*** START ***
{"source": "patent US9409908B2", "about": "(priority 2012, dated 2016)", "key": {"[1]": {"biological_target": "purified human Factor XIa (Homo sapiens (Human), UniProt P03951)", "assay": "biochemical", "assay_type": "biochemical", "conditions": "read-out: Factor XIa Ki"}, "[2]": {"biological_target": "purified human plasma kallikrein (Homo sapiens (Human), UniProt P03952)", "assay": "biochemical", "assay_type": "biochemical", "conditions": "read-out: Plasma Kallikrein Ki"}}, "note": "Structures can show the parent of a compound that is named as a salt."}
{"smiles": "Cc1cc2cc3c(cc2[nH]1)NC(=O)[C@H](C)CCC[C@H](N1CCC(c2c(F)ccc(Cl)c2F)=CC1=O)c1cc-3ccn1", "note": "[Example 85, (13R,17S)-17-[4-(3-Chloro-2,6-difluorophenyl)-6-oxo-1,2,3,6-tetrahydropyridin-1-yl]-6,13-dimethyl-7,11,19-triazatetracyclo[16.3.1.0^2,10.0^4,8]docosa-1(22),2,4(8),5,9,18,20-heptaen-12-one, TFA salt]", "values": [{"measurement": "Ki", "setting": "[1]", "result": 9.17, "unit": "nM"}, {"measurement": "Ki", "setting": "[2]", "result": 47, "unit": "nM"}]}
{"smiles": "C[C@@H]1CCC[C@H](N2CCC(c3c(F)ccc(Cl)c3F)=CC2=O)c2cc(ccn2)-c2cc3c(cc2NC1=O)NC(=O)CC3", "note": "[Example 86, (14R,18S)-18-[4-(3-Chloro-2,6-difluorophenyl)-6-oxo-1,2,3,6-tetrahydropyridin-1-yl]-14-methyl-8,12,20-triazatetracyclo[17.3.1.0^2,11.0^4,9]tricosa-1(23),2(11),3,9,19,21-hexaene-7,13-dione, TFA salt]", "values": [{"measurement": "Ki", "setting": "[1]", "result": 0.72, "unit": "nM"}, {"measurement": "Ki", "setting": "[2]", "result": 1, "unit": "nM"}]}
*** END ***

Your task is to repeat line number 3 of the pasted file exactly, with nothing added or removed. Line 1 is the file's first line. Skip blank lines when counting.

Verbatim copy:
{"smiles": "C[C@@H]1CCC[C@H](N2CCC(c3c(F)ccc(Cl)c3F)=CC2=O)c2cc(ccn2)-c2cc3c(cc2NC1=O)NC(=O)CC3", "note": "[Example 86, (14R,18S)-18-[4-(3-Chloro-2,6-difluorophenyl)-6-oxo-1,2,3,6-tetrahydropyridin-1-yl]-14-methyl-8,12,20-triazatetracyclo[17.3.1.0^2,11.0^4,9]tricosa-1(23),2(11),3,9,19,21-hexaene-7,13-dione, TFA salt]", "values": [{"measurement": "Ki", "setting": "[1]", "result": 0.72, "unit": "nM"}, {"measurement": "Ki", "setting": "[2]", "result": 1, "unit": "nM"}]}